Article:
Electricity consumption is now on the rise and August figures are nearly at par with what was consumed in February’s per-pandemic period.
Consumption slumped in between April and June after the government instituted measures to curb the spread of Covid-19, including a dusk-to-dawn curfew, which led to industries cutting operating hours.
Cement consumption, which can be taken as a pointer on the health of the manufacturing as well as the real estate industries, is also up.
Kenyans in August consumed 607,383 metric tonnes of cement, which is 15 per cent higher than the 528,904 tonnes consumed in February.
It had sunk to 506,800 tonnes in April immediately after the announcement of the first case in the country and the subsequent measures that saw many Kenyans and even companies suspend or slow down on new projects.
Tax revenues have also been going up, although it is yet to reach last year’s levels. In the quarter to September, the Kenya Revenue Authority (KRA) collected Sh317.67 billion in tax revenues, which is still lower compared to the Sh372.34 billion collected over a similar quarter last year.
However, looking at the monthly performance, there was an improvement in September when compared to the preceding months of July and August.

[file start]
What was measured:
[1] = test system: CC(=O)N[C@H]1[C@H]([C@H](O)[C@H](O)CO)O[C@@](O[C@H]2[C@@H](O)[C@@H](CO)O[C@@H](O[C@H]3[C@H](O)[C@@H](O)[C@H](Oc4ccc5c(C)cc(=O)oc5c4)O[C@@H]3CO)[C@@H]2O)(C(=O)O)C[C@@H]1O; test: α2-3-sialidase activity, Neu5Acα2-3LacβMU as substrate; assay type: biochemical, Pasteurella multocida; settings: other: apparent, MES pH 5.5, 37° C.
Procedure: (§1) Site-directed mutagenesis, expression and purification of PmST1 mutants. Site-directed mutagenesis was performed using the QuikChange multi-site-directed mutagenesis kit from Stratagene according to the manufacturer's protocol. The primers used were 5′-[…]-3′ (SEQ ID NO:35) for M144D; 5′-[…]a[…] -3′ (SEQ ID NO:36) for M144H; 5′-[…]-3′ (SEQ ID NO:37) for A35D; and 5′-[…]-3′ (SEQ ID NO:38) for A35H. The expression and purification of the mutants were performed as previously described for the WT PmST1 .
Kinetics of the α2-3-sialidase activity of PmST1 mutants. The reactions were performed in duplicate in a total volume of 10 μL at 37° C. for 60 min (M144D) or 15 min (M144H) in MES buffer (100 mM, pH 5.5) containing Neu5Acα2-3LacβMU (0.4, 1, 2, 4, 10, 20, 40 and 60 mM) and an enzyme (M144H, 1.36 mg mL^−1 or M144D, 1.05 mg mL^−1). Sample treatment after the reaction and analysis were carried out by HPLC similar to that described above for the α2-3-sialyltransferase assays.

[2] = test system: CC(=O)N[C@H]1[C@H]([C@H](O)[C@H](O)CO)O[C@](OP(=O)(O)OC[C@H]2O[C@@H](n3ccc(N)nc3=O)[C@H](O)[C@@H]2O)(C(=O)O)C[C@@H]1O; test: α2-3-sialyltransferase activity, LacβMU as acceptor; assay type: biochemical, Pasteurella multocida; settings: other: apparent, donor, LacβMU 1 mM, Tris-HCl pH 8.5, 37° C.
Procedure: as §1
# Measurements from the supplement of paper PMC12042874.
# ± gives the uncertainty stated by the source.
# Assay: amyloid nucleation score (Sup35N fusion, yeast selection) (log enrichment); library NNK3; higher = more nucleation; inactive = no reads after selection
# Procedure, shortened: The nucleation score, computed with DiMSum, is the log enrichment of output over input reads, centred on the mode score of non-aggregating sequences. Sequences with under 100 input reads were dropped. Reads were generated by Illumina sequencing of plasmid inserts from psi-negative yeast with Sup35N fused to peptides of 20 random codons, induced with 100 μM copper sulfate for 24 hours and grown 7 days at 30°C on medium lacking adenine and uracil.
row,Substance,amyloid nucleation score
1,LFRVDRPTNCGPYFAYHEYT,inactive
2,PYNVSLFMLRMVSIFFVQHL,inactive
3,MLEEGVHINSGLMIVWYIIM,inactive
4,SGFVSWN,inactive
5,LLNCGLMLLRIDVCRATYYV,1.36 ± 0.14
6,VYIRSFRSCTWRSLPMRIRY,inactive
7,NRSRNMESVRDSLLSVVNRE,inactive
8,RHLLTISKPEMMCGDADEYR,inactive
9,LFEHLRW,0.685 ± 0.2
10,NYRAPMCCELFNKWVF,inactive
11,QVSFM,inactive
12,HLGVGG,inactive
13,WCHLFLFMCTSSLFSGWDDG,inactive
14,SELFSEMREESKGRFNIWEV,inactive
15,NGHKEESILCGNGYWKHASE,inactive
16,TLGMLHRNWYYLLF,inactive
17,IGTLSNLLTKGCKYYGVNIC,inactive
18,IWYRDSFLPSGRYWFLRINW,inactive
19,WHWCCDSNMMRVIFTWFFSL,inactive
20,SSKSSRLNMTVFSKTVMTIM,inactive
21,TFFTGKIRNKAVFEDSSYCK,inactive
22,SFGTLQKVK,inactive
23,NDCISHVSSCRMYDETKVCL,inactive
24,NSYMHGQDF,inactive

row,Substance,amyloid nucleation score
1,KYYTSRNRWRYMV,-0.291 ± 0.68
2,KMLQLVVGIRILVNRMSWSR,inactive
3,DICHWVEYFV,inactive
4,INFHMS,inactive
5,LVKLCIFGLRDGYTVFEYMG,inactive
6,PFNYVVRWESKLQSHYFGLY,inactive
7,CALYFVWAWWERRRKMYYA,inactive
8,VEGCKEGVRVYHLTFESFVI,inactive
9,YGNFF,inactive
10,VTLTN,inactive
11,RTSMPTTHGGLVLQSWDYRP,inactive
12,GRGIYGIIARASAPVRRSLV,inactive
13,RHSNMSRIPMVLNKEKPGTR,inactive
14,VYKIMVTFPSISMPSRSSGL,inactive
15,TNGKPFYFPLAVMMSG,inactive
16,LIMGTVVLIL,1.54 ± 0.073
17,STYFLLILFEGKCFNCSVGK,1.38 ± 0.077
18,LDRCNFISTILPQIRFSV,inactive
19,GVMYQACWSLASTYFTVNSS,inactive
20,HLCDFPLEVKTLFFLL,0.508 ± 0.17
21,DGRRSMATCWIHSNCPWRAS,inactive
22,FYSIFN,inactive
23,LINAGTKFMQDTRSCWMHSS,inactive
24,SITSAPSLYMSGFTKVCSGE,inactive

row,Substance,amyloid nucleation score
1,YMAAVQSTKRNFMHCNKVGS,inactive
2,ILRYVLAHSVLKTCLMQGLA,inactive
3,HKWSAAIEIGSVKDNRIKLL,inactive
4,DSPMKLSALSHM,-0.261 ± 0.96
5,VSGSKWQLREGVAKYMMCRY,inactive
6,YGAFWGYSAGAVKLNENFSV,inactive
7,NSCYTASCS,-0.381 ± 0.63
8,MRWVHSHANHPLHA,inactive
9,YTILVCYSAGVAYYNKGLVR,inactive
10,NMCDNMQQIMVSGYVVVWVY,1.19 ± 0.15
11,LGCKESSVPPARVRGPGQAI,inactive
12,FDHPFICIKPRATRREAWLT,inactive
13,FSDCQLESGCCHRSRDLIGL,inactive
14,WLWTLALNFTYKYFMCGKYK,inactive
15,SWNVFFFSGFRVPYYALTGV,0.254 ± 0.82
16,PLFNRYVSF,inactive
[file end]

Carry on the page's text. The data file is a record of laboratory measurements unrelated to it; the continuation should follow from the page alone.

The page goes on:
Over September, the taxman raked in Sh129 billion, which is higher than the average Sh94 billion tax revenue received per month in July and August.
Other than the slowdown in business activity, which has meant lower tax revenues, the situation is worsened by the measures that the government announced earlier in the year to enable Kenyans cope with the pandemic.
These included the reduction of the corporate tax rate from 30 per cent to 25 per cent, reducing VAT to 14 per cent from 16 per cent, tax relief for people earning up to Sh24,000 and reduction of the turnover tax to one per cent from three per cent. While the slight improvement in tax collections gives KRA a glimpse of hope, it still faces an uphill task in raising the Sh1.57 trillion it targets this year against the backdrop of the prevailing economic conditions and the said tax relief measures.
And perhaps it is in light of this glimmer of hope that the International Monetary Fund (IMF) in the third quarter revised Kenya’s projected economic growth upwards.
IMF in its latest review said the Kenyan economy would grow by one per cent this year, up from a contraction of one per cent that the institution had projected in June.
The country is expected to outperform many countries in the region, with the IMF projecting many sub-Saharan African countries will report contractions in their economies this year.